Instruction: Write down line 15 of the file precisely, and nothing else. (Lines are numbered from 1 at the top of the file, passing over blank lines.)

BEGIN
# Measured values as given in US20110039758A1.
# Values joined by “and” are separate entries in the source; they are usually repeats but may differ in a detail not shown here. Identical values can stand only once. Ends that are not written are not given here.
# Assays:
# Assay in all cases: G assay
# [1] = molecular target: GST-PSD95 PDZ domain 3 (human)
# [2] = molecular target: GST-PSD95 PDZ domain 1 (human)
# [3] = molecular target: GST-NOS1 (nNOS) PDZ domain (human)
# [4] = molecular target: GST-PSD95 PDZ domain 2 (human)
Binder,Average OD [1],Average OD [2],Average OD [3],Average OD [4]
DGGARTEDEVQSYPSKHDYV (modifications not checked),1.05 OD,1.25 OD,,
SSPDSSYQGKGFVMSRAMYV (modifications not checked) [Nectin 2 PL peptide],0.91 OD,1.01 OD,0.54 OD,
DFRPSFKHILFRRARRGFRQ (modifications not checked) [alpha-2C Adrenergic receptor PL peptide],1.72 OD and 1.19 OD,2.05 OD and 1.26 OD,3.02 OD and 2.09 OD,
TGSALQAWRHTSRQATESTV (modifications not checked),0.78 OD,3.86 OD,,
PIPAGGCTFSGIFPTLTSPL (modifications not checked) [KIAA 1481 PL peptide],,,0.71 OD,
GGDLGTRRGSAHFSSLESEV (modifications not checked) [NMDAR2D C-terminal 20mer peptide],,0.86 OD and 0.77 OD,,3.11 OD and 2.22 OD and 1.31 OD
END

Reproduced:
GGDLGTRRGSAHFSSLESEV (modifications not checked) [NMDAR2D C-terminal 20mer peptide],,0.86 OD and 0.77 OD,,3.11 OD and 2.22 OD and 1.31 OD